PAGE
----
One of the primary pleasures of European horror from the 70s is the sheer amount of wandering that takes place. In France you had erotica auteur Jean Rollin and his undead ingenues padding barefoot around mist-shrouded moors; in Italy, the more overtly perverse Dario Argento was stalking actresses through baroque ballet schools and haunted apartment complexes. Herzog’s Nosferatu the Vampyre (1979) is full of luscious landscape photography and endless strolls through the wilderness. Don’t Look Now, Picnic at Hanging Rock, The Psychic—there’s simply no end to the interminable, dreamy walks to nowhere that dominate these movies.
Part of this is simply the nature of tension-building; for there to be highs, there have to be lows. But the atmosphere of these films—beautifully shot and unhurried, with ornate set designs and sudden lapses into bloody violence—is all their own. It’s the vibe that Ti West tapped into with his mostly successful House of the Devil (2009): letting the audience linger in a moody place, abandoning plot for long stretches.
SadSquare Studio’s upcoming Visage (now on Kickstarter) seems to understand this strain of horror. In the above Kickstarter video, we see through the eyes of someone wandering aimlessly around a suburban home: opening drawers, flicking light switches, and of course opening plenty of creaky doors. It’s definitely in the P.T. (2014) lineage, but reshapes that endless nightmare into something more traditional: the rust-and-pipes underworld at the end of Visage‘s trailer is straight out of early Silent Hill games. And the long-haired, gurgling ghost from The Grudge movies makes an appearance as well (along with the whole “dead family, cursed house” thing), albeit in some delightfully creepy ways.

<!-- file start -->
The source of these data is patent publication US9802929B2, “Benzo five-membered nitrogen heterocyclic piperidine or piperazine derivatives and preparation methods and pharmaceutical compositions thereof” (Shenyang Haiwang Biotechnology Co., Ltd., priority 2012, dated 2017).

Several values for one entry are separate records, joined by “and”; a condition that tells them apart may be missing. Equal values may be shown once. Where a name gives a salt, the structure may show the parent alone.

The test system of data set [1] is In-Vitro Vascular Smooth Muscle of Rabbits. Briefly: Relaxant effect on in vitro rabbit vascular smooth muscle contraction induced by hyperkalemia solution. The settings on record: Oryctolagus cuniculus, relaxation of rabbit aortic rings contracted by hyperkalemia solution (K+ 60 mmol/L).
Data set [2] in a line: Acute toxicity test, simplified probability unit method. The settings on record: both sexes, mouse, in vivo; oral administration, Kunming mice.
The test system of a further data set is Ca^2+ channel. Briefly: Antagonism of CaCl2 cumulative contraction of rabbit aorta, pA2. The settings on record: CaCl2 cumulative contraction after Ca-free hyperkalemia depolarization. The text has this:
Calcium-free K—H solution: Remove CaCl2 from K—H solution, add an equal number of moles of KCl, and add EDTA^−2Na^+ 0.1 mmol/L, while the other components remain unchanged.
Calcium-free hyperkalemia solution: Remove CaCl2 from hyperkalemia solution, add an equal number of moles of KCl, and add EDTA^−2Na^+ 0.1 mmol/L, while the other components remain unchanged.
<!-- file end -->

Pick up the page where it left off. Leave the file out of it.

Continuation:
Where does all this intertextuality leave Visage? Somewhere between homage and imitation, between reference and derivation. The copy on the Kickstarter page promises a whole lot, from sheer abject terror on the abstract side to a blend of point-and-click and “rummage everything” approaches to interactivity. The designers do seem to have a handle on what made P.T. tick, as well as the game’s myriad other inspirations: as with the upcoming Allison Road, there’s no reason not to be optimistic.
But P.T. was a promise, too; what the ragtag brain trust behind Silent Hills would have come up with is anyone’s guess. The knotty, ruthless hallway that P.T. milked for every jump it was worth was a fluke. It was never intended to stand alone, but it did, and the potential of Silent Hills is now public domain.
Of course there was zero wandering in the P.T. gauntlet. Surely a larger game can’t hope to replicate the oppressive, nerve-shredding atmosphere that such a small space created. Visage and its ilk may have to pull from an older playbook, from the lazy Eurohorror of the 70s and the domestic horror that stretches all the way back to the Gothic, to succeed.
And if they don’t? Until Silent Hills proper is raised from the dead, I have a feeling there will be no shortage of contenders to take their place. Hell, if these games never come out and all we have are these trailers, that’s a fitting end as well.